Discovery of particle physics raises hopes for a theory of everything
The Standard Model of particle physics, which describes every particle we know of and how they interact, received a lot of credit when the Higgs boson was discovered in 2012. Now measurements of a rare particle physics decay particles at the Large Hadron Collider provide additional support. for the model – but also clues to the means of discovering what lies beyond.
The Standard Model is cherished by physicists because it can explain most of nature’s fundamental phenomena by referring to a handful of elementary particles.
These particles include quarks (one of the components of an atom) and electron-like particles called leptons – as well as their so-called antiparticles which are identical but have opposite charge. The model also includes particles that transport forces between them (photons, gluons, W and Z bosons) and the Higgs.
The picture provided by this model is remarkably complete and accurate, given its (relative) simplicity and the wide variety of very different phenomena it can explain with astonishing accuracy.
Even the sun has spots…
But the standard model is far from perfect. For starters, it doesn’t include gravity. Moreover, the elementary particles he describes so successfully represent only 4% of the matter of the universe. The rest is a mysterious substance called “dark matter” whose composition we still don’t know. This is one of the reasons why scientists doubt that the Standard Model can be the true theory of everything.”
For quite some time now, physicists have been desperately searching for any phenomena that deviate from the predictions of the Standard Model, as they might provide clues or clues to the nature of physics beyond it. Such experimental findings could help test theories that go beyond the Standard Model. These include supersymmetry – in which there are copies of all particles – and string theory, which is an attempt to reconcile quantum mechanics and general relativity.
But so far the Standard Model has been very resilient, able to successfully explain anything experimental physicists have managed to throw at it.
That could be about to change. Two collaborations of LHC scientists – one using the Compact Muon Solenoid detector and the other performing the LHC beauty experiment – at the CERN particle physics laboratory near Geneva have measured the decays of so-called B mesons. B mesons are strange particles composed of a specific quark and an antiquark. They looked at two different types of particles: a “neutral” B meson and a “strange” B meson.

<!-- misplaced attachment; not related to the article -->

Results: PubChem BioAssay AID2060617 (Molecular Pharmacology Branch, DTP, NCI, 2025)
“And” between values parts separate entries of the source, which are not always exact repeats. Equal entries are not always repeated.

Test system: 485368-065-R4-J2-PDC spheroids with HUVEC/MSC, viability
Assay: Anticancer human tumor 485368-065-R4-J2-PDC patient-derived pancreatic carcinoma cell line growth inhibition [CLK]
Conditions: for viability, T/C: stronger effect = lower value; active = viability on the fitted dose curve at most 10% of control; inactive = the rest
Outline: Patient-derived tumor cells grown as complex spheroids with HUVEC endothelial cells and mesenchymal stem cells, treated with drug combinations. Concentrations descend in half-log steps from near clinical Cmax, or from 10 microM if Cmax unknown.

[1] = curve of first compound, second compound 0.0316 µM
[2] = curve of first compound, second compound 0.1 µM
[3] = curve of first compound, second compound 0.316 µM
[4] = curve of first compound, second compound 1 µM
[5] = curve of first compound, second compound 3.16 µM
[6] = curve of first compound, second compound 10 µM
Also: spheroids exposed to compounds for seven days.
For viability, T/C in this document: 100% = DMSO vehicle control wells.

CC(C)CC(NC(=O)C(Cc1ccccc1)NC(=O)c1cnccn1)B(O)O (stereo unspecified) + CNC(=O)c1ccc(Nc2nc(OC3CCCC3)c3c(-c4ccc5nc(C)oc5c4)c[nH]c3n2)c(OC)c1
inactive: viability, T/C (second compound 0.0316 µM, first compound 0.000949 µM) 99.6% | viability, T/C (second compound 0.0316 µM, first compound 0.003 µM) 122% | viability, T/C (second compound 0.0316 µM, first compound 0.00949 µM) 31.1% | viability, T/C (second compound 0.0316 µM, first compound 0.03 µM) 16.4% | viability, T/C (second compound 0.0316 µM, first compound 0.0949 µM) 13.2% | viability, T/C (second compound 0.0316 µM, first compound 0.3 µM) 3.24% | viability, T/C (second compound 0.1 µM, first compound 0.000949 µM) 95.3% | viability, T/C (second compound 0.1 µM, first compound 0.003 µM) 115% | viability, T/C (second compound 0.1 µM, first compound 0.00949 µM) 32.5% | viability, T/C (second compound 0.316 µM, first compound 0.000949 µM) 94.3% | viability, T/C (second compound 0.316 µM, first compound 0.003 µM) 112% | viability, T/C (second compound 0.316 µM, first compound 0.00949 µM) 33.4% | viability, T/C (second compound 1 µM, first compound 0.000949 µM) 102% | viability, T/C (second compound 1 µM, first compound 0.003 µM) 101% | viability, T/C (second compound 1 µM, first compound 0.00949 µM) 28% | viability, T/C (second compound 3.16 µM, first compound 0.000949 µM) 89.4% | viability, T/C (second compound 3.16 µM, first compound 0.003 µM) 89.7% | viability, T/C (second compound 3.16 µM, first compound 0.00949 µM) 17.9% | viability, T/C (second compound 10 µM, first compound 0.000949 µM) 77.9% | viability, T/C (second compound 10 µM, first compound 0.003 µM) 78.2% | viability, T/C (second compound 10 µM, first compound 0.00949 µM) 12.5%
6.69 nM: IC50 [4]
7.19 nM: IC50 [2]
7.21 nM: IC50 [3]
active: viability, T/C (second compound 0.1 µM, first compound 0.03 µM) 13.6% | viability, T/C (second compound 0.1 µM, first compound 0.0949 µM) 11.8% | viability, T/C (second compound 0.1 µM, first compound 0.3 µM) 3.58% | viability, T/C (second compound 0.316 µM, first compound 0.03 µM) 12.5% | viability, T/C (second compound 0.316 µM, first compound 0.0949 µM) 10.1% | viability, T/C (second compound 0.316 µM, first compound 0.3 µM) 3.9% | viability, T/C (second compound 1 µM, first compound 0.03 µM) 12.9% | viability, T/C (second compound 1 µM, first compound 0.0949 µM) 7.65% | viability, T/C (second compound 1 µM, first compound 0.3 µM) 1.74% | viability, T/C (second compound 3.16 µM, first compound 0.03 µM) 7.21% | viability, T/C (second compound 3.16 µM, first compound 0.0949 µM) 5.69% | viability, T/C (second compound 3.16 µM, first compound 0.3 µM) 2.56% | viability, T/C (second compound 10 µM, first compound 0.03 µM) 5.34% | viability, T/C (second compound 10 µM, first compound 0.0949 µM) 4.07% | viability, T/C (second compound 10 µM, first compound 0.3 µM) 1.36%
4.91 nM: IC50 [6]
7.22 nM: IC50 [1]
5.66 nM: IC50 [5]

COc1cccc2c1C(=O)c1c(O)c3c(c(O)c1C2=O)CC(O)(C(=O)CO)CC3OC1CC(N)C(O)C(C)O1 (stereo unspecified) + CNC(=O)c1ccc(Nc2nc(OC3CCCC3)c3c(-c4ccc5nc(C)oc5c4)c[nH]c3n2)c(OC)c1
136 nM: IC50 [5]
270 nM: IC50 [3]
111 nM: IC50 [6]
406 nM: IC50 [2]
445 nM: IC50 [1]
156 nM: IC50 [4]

All B mesons are short-lived and spontaneously decay into a bunch of other mesons. But this study specifically focused on the decays of B mesons into pairs of so-called muons, which are heavier versions of electrons, and their antiparticles.
These decays are of particular interest because their probabilities can be calculated in the Standard Model with little ambiguity and high accuracy. Experimentally, muons are relatively easy to detect and can be measured with great precision.
Starting point for a theory of everything
Thus, according to the Standard Model, on average about four out of every billion strange B mesons decay into the muon-antimuon pair (instead of other particles). For the neutral B meson, this number is even smaller, about one in ten billion. These are indeed very small numbers and explain why past experiments have failed to detect them.
But the new experiments have been able to observe these disintegrations, and measure their probabilities. They show that while the strange B meson decays into muons at the same rate as the standard model predicts, the neutral B meson does so about four times more often than expected (although the accuracy here is somewhat lower).
This is an important new development, as various theories that go beyond the Standard Model predict larger decay probabilities. These results will help rule out some of the theoretical possibilities for physics beyond the Standard Model. Knowing this is essential to one day designing the next Theory of Everything.
The next LHC run, which is about to begin, should provide an opportunity to improve the accuracy of these measurements and place even tighter constraints on theories that include physics beyond the model. standard – or maybe bring a find that won’t fit one of the existing ones?